Conceptualizing disability

Amanda flags a great post by Anne C at Existence is Wonderful, which catalogues “three different ways of looking at autism — in terms of neurological structure, in terms of lived experience, and in terms of outward behavior.”  And Anne does such wonderful things with this delineation. Click through to read the whole post, which addresses attitudes toward autism in particular, but I think Anne hit on something that can be safely generalized outward — her three approaches toward autism can also, in fact, be three approaches toward disability.

[aut_concept_chart.png]AnneC’s chart: Conceptualizing Autism, transcribed below[1. The chart reads in three columns, transcribed here:

* Not Outwardly Visible (Indicated by comparison studies of tissues from autistic and non-autistic brains, and some imaging studies)
* Neurology (Brain Structure/Wiring): Autistic and non-autistic brains are different at the physical level!
* Some studies suggest: Differences in “minicolumn” cell concentration and size; Local/global processing differences; White/gray matter ratio differences … but there is still no conclusive “autism brain scan.”

* Not Outwardly Visible (Can be extrapolated from tendencies in performing certain cognitive tasks, and from autistic self-reports and introspection)
* Cognitive & Perceptual Style: What characterizes the experience of being Autistic
* Tendency to notice and attend to different stimuli than non-autistic people; Language processing differences (learns and uses language atypically); Sensory processing differences; Different memory and problem-solving strategies

* Outwardly Visible (Patterns & tendencies in a person’s actions, demeanor, etc.)
* Observable Traits/Behavior: What usually gets a person identified/diagnosed as Autistic
* Atypical/”uneven” development (skills acquired in nonstandard order and manner); Diagnostic criteria (i.e. DSM); Behavioral tendencies indicate underlying differences, but do not comprise those differences!


Some highlights, all emphasis mine.

My guess is that there are probably multiple underlying structural variations that can produce “autistic phenotypes”, and it will be interesting to see how this pans out, but at any rate, one important aspect of how I presently conceptualize autism is the fact that some structural differences do seem to really exist. And if the difference does indeed go “all the way down” to the brain, as it appears to, then it makes very little sense to (as some seem to) view autism as some kind of disruptive “module” overlaid upon a typical brain.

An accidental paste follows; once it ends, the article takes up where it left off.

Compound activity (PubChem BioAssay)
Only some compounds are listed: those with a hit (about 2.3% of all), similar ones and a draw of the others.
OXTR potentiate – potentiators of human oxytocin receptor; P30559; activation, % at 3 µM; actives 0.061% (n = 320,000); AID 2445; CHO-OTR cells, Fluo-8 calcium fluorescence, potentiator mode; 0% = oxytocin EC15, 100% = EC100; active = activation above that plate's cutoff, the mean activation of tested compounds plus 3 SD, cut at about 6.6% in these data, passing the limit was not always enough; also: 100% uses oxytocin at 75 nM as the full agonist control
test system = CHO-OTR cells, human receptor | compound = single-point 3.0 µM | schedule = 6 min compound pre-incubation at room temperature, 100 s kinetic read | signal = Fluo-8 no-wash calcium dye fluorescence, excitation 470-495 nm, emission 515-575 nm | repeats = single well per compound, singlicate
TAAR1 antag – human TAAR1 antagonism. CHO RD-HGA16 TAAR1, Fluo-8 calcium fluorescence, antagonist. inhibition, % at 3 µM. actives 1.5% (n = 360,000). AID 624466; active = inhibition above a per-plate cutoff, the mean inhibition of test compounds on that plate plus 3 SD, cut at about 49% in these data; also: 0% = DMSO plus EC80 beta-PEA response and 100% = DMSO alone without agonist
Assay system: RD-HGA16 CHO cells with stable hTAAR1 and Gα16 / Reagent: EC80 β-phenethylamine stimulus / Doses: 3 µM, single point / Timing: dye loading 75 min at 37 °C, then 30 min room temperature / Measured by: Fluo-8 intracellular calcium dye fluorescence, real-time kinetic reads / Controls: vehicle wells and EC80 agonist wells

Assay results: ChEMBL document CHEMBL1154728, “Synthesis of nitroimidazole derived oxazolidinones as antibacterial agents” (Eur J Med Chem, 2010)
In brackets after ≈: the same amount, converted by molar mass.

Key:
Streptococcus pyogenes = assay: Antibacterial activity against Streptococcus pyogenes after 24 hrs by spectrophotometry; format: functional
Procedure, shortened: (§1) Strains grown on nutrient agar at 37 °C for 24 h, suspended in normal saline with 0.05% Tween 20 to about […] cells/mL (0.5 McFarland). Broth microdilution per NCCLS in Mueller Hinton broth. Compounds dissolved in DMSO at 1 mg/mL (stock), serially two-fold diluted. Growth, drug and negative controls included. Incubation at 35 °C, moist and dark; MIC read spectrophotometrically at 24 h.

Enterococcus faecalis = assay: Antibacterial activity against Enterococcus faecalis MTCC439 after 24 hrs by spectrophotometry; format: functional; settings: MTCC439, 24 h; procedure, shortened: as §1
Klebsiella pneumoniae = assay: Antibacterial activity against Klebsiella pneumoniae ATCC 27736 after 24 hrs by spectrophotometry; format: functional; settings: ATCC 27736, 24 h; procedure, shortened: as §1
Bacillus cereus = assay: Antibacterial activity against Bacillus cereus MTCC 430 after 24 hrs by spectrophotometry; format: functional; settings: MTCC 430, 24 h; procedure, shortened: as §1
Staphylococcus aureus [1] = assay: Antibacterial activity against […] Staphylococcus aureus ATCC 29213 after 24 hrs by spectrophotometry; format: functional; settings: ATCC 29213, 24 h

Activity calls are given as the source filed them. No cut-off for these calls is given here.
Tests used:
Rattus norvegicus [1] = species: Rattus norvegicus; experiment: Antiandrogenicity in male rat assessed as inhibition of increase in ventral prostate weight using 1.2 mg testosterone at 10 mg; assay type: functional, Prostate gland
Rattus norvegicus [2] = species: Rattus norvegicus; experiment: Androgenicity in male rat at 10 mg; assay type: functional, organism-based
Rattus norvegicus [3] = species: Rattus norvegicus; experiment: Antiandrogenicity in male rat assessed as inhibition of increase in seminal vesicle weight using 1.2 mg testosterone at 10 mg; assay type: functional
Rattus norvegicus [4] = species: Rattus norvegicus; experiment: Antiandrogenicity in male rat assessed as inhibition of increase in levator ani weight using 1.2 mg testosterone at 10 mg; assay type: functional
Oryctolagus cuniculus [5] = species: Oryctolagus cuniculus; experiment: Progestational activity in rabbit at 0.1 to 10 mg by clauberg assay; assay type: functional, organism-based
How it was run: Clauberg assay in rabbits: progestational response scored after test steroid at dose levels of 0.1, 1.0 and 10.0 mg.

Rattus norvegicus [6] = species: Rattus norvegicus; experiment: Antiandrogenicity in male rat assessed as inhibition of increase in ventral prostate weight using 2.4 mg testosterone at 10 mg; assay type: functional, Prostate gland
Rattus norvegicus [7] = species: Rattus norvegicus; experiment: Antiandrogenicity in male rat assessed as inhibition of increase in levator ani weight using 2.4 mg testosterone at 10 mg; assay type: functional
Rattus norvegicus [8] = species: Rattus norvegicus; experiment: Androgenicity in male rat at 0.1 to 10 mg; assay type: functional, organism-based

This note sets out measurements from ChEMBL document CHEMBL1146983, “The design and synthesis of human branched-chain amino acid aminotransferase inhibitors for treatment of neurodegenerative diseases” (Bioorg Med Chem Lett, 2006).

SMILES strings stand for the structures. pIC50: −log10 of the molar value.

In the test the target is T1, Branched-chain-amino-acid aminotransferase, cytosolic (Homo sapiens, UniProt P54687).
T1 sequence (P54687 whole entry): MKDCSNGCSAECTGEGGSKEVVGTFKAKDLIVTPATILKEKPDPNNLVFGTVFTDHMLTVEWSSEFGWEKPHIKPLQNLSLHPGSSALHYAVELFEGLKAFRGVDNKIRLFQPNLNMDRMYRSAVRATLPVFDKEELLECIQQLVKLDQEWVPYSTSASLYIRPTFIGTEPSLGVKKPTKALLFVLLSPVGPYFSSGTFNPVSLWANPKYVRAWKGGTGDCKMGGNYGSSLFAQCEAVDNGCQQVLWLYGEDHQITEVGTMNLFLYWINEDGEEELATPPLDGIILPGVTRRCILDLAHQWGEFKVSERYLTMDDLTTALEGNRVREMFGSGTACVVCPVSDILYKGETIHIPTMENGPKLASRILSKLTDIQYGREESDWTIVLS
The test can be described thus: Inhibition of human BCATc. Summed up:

This is significant both in the cognitive science and the ethics realm, as it indicates (a) that experiments presuming autistic brains to be “broken versions of normal brains” are likely useless, and (b) that the best ways to help autistic people learn and develop functional skills are those which acknowledge an underlying and pervasive difference as opposed to those which presume that autism can be “removed” or “trained out” by simply eliminating surface behaviors.

Yes! Autism, or any disability, is not a case of “a normal brain gone wrong.” It is not a defect or even a modification of a “normal” brain. It is, simply put, variation. We will never overcome society’s confusion and mistreatment toward pwd as long as we think there is any such thing as a “normal” brain (or body) at all. Is any one color or pattern of a cat’s coat a “normal” one? Or are there many varieties, none inherently better or more-important than the others?

At heart of society’s approach toward disability is the assumption that there is a standard template for the human body, and if any one body turns out to be different, it is a deviation from that standard. As such, the solution to any problems resulting from said differences is to attempt to make up for that “deviation,” to attempt to make the “defective” body more like the standard template in whatever way possible.

Put this way, it is obvious that this approach is misguided at best. The solution is not to change the individual body to fit the narrow, faulty expectations, but to adjust those expectations to include the range and diversity of the human experience.


Mind you, none of this is meant to imply that I (or the researchers engaging in the experiments demonstrating visual-spatial trends in autistic persons) believe that autistic people cannot be disabled. Certainly, “uneven” development (which may include significant delays alongside “advanced” skill acquisition in some individuals), communication difficulties, and consequent social, educational, and occupational issues are very real. However, the existence of real disabilities and difficulties need not imply that the “whole person” is somehow diminished by the fact of being autistic, or that one cannot have attributes which exist as both strength and weakness depending upon the context.